Spielberg, China, and E.T.

Thursday, February 14, 2008

If you haven't heard, Steven Spielberg has decided pull out from any involvement in the Beijing Olympics, where he was supposed to be on a team for the opening ceromonies helmed by Director Zhang Yimou, citing Darfur and China's involvement with the Sudanese government. From Variety:

Steven Spielberg has decided not to participate in this summer's Beijing Olympic Games as an artistic adviser, citing China's lack of progress in resolving the humanitarian crisis in Darfur.

His move is a public relations blow to the Chinese government, which is under pressure to force the government of Sudan to resolve the crisis in Darfur. Spielberg's worldwide profile could lead others involved in the Games to pull out and even lead sponsors to reconsider their roles in the event.

"I find that my conscience will not allow me to continue with business as usual," Spielberg said. "At this point, my time and energy must be spent not on Olympic ceremonies but doing all I can to help bring an end to the unspeakable crimes against humanity that continue to be committed in Darfur."
And the Chinese Government's response? Word from the Chinese Government and some local bloggers insist that it's more politicising of the games. From The Independent:

We regret Steven Spielberg's decision but we don't need him to stage an excellent Olympics, was China's defiant response to the film-maker's resignation as artistic director of the Beijing Olympics this summer. In line with previous comments about human rights defenders trying to tie political issues to the greatest sporting show on Earth, Beijing officials blamed activists with unspecified "ulterior motives" for trying to spoil the Games.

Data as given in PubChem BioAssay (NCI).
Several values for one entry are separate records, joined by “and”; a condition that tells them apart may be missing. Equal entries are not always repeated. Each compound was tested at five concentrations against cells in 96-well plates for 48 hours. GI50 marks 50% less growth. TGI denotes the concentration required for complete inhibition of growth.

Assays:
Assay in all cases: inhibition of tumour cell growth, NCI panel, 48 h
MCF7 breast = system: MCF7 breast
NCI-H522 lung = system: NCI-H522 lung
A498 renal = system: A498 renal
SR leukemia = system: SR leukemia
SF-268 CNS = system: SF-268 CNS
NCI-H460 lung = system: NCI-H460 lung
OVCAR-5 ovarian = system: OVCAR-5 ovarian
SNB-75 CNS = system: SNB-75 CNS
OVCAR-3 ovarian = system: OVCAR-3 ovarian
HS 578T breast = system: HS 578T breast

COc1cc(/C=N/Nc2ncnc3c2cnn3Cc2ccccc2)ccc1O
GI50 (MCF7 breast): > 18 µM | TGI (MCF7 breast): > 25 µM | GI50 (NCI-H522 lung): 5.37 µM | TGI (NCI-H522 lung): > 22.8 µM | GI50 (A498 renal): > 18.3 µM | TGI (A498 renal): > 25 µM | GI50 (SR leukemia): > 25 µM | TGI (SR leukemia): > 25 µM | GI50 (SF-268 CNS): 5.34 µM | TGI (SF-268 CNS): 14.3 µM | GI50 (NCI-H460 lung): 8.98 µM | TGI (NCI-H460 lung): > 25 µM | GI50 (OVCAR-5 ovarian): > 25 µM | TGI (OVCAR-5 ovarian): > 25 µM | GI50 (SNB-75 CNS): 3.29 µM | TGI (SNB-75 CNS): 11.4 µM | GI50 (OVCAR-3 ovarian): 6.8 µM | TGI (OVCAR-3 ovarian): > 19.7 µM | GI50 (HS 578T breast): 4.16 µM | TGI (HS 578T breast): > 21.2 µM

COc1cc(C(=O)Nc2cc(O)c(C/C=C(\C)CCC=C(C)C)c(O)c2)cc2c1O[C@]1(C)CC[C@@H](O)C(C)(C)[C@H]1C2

The tone of the Chinese response is best described as a combination of defiance, nationalistic resolve and a feeling of being hard done by. "It is understandable if some people do not understand the Chinese government policy on Darfur. But I am afraid that some people may have ulterior motives, and this we cannot accept," said Liu Jianchao, aForeign Ministry spokesman. He emphasised China's concern about the humanitarian crisis in Darfur but insisted China had been playing a constructive role in promoting peace there.

The news has not been widely reported in China but it has prompted a reaction among bloggers. One described Spielberg as a volunteer salesman working without a salary, peddling the American Dream by making blockbusters. "Maybe without his help we can show during the Olympics the more traditional side of our culture. Farewell, Mr Spielberg! Maybe the people of Iraq need you more than us."
At the same time as all of this is happening, China is apparently also censoring Spielberg's film E.T. as well as any movie with aliens, ghosts, or the supernatural. From the Telegraph UK:

Even before Spielberg announced he was pulling out of the Beijing Olympics, Chinese officials were plotting against his most lovable creation - ET.

In a new twist in the Chinese censors’ campaign to clean up the country’s viewing habits, aliens, ghosts and all other aspects of horror and the supernatural are to be banned from videos.

Video and audio products often “involve alien-looking characters and fictional storytelling, both specifically plotted for the sole purpose of terror,” the General Administration of Press and Publications, one of two main censorship bodies, said.